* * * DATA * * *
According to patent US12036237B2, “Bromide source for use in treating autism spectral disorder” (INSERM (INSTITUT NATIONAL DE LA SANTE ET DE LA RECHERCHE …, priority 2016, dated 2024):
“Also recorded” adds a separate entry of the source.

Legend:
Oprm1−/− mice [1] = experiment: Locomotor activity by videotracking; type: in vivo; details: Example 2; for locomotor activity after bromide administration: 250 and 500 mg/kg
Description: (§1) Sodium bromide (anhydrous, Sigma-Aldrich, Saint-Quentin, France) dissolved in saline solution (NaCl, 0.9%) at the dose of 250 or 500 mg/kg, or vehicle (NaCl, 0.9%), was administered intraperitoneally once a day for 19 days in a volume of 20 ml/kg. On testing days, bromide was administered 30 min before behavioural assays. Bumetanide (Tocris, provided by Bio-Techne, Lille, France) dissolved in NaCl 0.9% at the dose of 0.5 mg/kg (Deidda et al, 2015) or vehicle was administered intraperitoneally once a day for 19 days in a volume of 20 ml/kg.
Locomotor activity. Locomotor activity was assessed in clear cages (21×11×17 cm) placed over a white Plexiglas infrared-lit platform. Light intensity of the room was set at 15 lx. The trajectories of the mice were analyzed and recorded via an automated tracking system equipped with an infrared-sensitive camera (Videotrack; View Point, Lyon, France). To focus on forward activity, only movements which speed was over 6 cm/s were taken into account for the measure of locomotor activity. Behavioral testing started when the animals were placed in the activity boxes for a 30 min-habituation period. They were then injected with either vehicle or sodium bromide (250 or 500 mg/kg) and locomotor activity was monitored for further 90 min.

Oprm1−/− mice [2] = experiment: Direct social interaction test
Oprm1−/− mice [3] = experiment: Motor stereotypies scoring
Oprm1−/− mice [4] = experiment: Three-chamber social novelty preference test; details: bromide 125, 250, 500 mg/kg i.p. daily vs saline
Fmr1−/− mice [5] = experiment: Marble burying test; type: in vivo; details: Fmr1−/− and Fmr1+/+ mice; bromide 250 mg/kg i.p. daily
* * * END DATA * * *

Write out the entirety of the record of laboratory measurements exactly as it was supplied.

According to patent US12036237B2, “Bromide source for use in treating autism spectral disorder” (INSERM (INSTITUT NATIONAL DE LA SANTE ET DE LA RECHERCHE …, priority 2016, dated 2024):
“Also recorded” adds a separate entry of the source.

Legend:
Oprm1−/− mice [1] = experiment: Locomotor activity by videotracking; type: in vivo; details: Example 2; for locomotor activity after bromide administration: 250 and 500 mg/kg
Description: (§1) Sodium bromide (anhydrous, Sigma-Aldrich, Saint-Quentin, France) dissolved in saline solution (NaCl, 0.9%) at the dose of 250 or 500 mg/kg, or vehicle (NaCl, 0.9%), was administered intraperitoneally once a day for 19 days in a volume of 20 ml/kg. On testing days, bromide was administered 30 min before behavioural assays. Bumetanide (Tocris, provided by Bio-Techne, Lille, France) dissolved in NaCl 0.9% at the dose of 0.5 mg/kg (Deidda et al, 2015) or vehicle was administered intraperitoneally once a day for 19 days in a volume of 20 ml/kg.
Locomotor activity. Locomotor activity was assessed in clear cages (21×11×17 cm) placed over a white Plexiglas infrared-lit platform. Light intensity of the room was set at 15 lx. The trajectories of the mice were analyzed and recorded via an automated tracking system equipped with an infrared-sensitive camera (Videotrack; View Point, Lyon, France). To focus on forward activity, only movements which speed was over 6 cm/s were taken into account for the measure of locomotor activity. Behavioral testing started when the animals were placed in the activity boxes for a 30 min-habituation period. They were then injected with either vehicle or sodium bromide (250 or 500 mg/kg) and locomotor activity was monitored for further 90 min.

Oprm1−/− mice [2] = experiment: Direct social interaction test
Oprm1−/− mice [3] = experiment: Motor stereotypies scoring
Oprm1−/− mice [4] = experiment: Three-chamber social novelty preference test; details: bromide 125, 250, 500 mg/kg i.p. daily vs saline
Fmr1−/− mice [5] = experiment: Marble burying test; type: in vivo; details: Fmr1−/− and Fmr1+/+ mice; bromide 250 mg/kg i.p. daily